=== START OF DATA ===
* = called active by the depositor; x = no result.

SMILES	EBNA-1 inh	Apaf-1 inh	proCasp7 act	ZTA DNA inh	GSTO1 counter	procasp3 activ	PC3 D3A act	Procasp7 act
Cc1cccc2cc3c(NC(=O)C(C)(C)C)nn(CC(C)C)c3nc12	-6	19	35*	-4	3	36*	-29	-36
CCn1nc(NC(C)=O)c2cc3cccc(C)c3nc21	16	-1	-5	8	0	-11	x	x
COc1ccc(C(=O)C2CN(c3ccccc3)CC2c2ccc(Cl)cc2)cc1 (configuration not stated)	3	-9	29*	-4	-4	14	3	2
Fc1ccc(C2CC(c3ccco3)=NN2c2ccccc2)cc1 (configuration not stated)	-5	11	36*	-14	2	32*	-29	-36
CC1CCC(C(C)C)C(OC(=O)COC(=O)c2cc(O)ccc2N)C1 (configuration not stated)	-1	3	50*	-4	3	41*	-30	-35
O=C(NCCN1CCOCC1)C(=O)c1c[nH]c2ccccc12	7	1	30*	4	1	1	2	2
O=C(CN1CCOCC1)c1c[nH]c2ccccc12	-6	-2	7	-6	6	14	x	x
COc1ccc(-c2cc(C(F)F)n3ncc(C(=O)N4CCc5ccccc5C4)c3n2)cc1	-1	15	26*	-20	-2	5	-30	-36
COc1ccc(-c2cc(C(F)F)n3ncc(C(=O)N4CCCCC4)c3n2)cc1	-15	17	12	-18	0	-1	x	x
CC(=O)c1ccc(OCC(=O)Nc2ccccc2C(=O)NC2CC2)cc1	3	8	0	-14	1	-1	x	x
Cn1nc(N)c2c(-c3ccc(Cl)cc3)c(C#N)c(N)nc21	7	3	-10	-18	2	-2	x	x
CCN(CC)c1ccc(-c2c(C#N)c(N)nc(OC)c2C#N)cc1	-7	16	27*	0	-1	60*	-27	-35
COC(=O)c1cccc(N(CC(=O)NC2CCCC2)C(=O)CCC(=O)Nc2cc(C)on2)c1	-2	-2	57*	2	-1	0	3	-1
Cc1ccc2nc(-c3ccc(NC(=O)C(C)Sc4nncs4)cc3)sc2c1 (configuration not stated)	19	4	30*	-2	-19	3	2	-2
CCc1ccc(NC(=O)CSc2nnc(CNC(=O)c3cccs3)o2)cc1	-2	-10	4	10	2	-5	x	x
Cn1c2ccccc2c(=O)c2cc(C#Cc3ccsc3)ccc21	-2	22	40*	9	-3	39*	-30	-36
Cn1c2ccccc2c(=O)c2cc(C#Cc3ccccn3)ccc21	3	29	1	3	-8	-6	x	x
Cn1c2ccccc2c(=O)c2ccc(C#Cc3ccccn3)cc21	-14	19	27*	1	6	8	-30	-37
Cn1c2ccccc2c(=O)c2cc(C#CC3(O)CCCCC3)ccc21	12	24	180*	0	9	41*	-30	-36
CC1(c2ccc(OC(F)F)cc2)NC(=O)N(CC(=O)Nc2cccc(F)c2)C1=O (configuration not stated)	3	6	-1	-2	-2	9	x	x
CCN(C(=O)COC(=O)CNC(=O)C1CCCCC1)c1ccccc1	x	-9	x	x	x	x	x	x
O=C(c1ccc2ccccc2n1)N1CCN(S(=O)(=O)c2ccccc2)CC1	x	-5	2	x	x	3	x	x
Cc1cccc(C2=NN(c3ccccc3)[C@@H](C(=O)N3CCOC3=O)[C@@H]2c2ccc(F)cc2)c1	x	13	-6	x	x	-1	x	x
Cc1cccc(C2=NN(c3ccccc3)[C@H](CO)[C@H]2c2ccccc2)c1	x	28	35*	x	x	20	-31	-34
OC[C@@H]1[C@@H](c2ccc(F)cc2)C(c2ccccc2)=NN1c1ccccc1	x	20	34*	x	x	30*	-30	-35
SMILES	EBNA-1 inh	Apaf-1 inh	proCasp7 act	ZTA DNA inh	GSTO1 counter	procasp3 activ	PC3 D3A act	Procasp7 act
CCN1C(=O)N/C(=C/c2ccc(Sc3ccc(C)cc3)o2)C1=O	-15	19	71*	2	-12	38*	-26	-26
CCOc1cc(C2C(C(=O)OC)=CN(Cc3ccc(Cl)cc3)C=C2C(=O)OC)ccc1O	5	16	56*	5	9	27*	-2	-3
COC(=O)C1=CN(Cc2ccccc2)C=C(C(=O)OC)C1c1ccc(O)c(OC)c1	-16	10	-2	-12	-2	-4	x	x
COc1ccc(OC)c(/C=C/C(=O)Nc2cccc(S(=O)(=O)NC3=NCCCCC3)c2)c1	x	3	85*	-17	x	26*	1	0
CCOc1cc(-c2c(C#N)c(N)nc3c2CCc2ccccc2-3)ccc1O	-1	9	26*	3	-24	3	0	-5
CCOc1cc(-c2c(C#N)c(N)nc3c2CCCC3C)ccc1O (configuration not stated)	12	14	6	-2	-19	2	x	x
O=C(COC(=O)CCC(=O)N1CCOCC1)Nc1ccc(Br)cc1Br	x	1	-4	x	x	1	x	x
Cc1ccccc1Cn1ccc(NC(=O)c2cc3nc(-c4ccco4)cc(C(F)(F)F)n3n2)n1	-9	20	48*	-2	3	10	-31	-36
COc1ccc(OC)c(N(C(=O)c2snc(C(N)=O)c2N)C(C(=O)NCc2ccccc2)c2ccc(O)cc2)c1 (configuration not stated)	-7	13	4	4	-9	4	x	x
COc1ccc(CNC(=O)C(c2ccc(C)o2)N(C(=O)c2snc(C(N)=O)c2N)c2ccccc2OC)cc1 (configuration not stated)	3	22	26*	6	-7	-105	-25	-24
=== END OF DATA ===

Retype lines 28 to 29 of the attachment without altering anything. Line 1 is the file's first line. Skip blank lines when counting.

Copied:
SMILES	EBNA-1 inh	Apaf-1 inh	proCasp7 act	ZTA DNA inh	GSTO1 counter	procasp3 activ	PC3 D3A act	Procasp7 act
CCN1C(=O)N/C(=C/c2ccc(Sc3ccc(C)cc3)o2)C1=O	-15	19	71*	2	-12	38*	-26	-26